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Vol 65 No 11

Published 23rd May 2024


Tshisekedi unruffled in his labyrinth

After a spectacularly incompetent coup fails, the ruling party points fingers at Rwanda and Washington

Shots rang out in the Gombe diplomatic enclave of Kinshasa early on 19 May when over 50 men in combat fatigues drove in convoy towards the residence of President Félix Tshisekedi, known as the Palais de la Nation (Dispatches 21/5/24, A failed coup with an American twist). Leading the charge was Christian Malanga, 41, a diaspora politician and gunslinger who has lived in Eswatini and the United States. He served in Congo’s army (Forces armées de la République démocratique du Congo – FARDC) in 2006-7 before unsuccessfully running in parliamentary elections in 2011.

As the main convoy approached the Palais, a group broke off to attack the house of Vital Kamerhe, the Deputy Prime Minister for the Economy and a candidate for the presidency of the Assemblée nationale, the third most powerful post in the country. Elections for that post were due on the day before the coup attempt but were postponed by Tshisekedi. 

It took Kamerhe’s guards about 40 minutes to repel the attack. The other contingent had moved on to Tshisekedi’s house. Live Facebook footage was broadcast showing Malanga and his fighters in the Palais, shouting ‘Félix dégage!’ They were brandishing the green and red flags of the former Republic of Zaire, ruled by Mobutu Sese Seko until he was ousted in 1997 by Laurent-Désiré Kabila, who renamed the country Democratic Republic of Congo (AC Vol 65 No 7, Mobutu-style economic nationalism returns).

Within hours Malanga was shot dead – executed, according to his supporters. Soon after dawn, the authorities announced the putsch had been neutralised. Officials later said Malanga was also planning to attack the residences of Prime Minister Judith Suminwa and Defence Minister Jean-Pierre Bemba but produced no evidence. 

Those arrested by the military included Malanga’s son, Marcel, 21 whose social media clips show him posing with bundles of cash and wearing a cap supporting US presidential candidate Donald Trump

Another US citizen, Benjamin Zalman-Polun, 36, a business partner of Christian Malanga, was arrested. US court documents show that he pleaded guilty in 2014 to marijuana trafficking and negotiated a plea bargain. General Sylvain Ekenge, FARDC spokesperson, said a British man had also been arrested. Security sources say Marcel was found near the Congo River, waiting until nightfall so he could swim across to Congo-Brazzaville.

The official version leaves more questions than answers. Few think that Malanga, a well-travelled man whose media clips show him meeting military officers in Israel and supposedly receiving a knighthood in the Vatican, acted without instigation. 

There are many corners from which Malanga could have sought support. Political tensions were running high in Kinshasa. Tshisekedi is yet to form a government five months after winning presidential elections. Congo’s army and its local allies are losing ground in the east to M23 insurgents, backed by Rwanda (AC Vol 65 No 6, How Brussels was caught out by the Kivu war). Tshisekedi’s supporters quickly accused Rwanda and Washington of backing the plot. Some add in Kenya and Uganda as co-conspirators (AC Vol 64 No 22, Kagame tests his security playbook to the limit).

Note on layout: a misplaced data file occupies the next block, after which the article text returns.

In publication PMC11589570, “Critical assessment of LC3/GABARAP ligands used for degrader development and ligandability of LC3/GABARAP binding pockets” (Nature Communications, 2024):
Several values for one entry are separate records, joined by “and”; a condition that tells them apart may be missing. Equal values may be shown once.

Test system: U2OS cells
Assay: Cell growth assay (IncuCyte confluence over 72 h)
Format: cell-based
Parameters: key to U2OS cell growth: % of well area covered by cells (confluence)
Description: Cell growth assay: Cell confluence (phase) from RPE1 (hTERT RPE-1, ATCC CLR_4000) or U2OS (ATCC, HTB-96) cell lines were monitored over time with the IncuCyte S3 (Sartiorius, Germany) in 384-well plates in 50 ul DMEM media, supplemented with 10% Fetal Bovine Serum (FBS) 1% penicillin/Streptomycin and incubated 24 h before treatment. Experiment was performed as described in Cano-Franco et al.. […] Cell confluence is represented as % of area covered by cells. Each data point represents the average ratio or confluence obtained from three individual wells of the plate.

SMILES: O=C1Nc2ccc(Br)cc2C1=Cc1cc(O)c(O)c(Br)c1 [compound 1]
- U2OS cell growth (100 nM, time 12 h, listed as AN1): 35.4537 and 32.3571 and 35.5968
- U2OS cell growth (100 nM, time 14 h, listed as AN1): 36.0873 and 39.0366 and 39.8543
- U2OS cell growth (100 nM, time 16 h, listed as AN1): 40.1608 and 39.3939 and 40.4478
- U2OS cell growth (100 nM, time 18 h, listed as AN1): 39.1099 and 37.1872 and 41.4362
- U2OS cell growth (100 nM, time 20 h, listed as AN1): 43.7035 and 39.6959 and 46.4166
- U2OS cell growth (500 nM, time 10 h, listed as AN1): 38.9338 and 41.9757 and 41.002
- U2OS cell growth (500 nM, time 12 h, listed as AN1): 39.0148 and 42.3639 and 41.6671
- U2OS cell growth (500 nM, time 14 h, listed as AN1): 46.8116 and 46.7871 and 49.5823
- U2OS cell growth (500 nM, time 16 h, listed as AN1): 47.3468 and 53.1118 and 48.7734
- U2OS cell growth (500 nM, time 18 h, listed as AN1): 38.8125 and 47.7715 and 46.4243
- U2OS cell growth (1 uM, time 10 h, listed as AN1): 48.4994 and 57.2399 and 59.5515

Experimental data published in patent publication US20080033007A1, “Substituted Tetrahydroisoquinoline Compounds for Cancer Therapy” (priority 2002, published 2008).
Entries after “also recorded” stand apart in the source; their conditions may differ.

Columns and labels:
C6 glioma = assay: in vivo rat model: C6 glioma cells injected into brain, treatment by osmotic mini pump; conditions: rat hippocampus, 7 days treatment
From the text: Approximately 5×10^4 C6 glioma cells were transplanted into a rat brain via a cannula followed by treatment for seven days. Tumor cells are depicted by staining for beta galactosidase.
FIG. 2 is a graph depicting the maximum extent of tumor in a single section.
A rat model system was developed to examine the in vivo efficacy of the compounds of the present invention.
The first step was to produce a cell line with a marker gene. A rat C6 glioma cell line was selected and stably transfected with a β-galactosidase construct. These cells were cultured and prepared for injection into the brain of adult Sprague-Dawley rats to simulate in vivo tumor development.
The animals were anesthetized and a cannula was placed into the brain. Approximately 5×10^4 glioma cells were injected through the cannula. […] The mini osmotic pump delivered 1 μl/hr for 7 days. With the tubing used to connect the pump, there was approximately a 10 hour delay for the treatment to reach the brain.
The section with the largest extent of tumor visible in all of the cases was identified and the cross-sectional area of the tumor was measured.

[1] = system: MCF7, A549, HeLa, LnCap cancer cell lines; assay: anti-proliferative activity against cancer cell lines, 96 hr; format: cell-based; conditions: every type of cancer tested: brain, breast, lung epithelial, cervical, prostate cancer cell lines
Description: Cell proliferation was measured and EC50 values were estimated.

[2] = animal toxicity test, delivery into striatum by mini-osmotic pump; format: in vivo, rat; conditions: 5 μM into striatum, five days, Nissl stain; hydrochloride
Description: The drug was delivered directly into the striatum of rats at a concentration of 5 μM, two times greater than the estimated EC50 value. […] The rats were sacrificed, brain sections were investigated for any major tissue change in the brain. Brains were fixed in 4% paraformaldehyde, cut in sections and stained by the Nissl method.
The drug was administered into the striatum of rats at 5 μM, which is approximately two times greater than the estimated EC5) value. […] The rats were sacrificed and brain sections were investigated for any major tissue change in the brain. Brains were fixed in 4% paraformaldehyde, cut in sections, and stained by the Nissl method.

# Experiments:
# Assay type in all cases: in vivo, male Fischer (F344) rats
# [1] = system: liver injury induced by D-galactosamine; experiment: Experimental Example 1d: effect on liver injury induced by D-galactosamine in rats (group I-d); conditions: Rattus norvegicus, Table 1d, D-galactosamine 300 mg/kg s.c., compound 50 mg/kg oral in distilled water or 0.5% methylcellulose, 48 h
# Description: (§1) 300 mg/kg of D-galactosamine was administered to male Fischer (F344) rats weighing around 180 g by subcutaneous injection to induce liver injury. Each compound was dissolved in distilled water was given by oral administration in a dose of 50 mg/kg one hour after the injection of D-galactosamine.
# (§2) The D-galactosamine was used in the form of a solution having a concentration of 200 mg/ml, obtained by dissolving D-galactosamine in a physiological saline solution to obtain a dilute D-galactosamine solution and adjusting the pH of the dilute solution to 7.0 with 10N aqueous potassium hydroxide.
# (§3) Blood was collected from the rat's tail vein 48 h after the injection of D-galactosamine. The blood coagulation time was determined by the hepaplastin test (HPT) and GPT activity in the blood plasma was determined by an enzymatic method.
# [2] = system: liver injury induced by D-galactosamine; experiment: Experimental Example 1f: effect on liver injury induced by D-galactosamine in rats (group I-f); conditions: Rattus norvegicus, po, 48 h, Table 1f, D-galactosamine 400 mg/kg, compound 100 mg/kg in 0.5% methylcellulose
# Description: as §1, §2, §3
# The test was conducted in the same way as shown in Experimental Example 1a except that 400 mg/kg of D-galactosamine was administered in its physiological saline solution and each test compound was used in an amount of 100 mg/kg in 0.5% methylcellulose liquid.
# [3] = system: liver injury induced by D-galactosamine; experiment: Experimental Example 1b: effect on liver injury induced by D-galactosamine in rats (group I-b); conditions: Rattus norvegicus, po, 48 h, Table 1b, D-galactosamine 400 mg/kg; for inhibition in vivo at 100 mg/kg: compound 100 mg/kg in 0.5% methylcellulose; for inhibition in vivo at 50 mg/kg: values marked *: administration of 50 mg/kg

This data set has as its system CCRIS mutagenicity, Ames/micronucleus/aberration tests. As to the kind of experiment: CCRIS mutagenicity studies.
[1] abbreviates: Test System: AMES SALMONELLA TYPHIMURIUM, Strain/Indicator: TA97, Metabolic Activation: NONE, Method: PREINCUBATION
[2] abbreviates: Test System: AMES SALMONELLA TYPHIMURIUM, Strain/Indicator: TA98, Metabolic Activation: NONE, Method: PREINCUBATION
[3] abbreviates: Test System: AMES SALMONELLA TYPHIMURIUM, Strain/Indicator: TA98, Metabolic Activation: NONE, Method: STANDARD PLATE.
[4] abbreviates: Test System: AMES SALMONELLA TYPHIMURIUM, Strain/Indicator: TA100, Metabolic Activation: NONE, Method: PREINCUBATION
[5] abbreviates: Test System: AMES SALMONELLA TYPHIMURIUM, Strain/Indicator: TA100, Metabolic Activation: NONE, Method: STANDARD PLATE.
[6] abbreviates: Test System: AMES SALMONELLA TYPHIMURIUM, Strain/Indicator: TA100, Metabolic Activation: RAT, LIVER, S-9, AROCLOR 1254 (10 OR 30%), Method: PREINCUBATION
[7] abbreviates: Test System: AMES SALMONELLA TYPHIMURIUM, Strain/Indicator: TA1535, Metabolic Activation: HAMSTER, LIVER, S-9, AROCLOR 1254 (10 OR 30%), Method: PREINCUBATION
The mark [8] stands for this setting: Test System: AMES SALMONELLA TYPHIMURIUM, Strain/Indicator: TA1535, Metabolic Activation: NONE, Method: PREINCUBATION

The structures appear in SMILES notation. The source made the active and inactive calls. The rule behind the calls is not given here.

Intelligence sources in Kinshasa said Malanga had joined assassination attempts against Joseph Kabila, President from 2001 to 2019. They linked Malanga to Faustin Munene, a former Defence Chief who had fled across the river to Congo-Brazzaville in 2010 after Kabila’s forces had attacked him at home in Kinshasa. Munene joined an ill-fated attack on Kabila’s presidential compound in 2011. 

In 2018, Kabila’s then head of military intelligence Delphin Kahimbi told diplomats that Malanga had joined a plot led by former rebel commander General John Tshibangu, a long-time Tshisekedi supporter, to oust Kabila. Later that year Kahimbi got Tshibangu arrested in Tanzania. It was weeks after Tshibangu published a video of himself, flanked by militia fighters on the South Sudan-Congo border, threatening to depose Kabila. 

About a year after Tshisekedi took power, Kahimbi died in mysterious circumstances in his house in Kinshasa. The authorities said he had hanged himself. In 2022, President Tshisekedi appointed Gen Tshibangu, then released from prison, as military commander in his home region of Kasai.

Tshibangu is a flamboyant operator and serial defector who fought in several Rwandan and Uganda-backed rebellions in eastern Congo before joining Kabila’s government. He dumped Kabila in 2012.

His associates say he knew about this latest coup plot in advance and had convinced Malanga that he would support it. Congo’s new intelligence chief, Daniel Lusadisu, an acolyte of the president’s father, Étienne Tshisekedi, also knew Malanga via Tshibangu. And Lusadisu may also have known the coup plot was coming.

Tshibangu’s role is muddy.  He was photographed in Nairobi in January with Kenya’s President William Ruto, who is seen as sympathising with Rwanda. We hear Tshibangu had wanted to return to Kenya just days before the coup attempt to meet Ruto again and Uganda’s President Yoweri Museveni, who was visiting Nairobi at the time. 

Tshibangu’s mission was unclear. Relations between Tshisekedi and Ruto have been frosty since Kinshasa expelled a Kenya-led East African intervention force meant to pacify eastern Congo. Two Kenya Airways employees were detained in Kinshasa in April over claims about inadequate documentation for some ‘valuable cargo’.

We hear the cargo amounted to several million US dollars in cash. The matter was settled and the Kenyan officials were released earlier this month but no explanation was given about who would get the dollars. Some are claiming a link to Tshibangu’s Nairobi mission and the failed coup.